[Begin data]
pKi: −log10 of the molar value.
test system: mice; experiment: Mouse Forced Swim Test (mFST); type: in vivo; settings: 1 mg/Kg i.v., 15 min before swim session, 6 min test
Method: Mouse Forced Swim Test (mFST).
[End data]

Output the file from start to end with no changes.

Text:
pKi: −log10 of the molar value.
test system: mice; experiment: Mouse Forced Swim Test (mFST); type: in vivo; settings: 1 mg/Kg i.v., 15 min before swim session, 6 min test
Method: Mouse Forced Swim Test (mFST).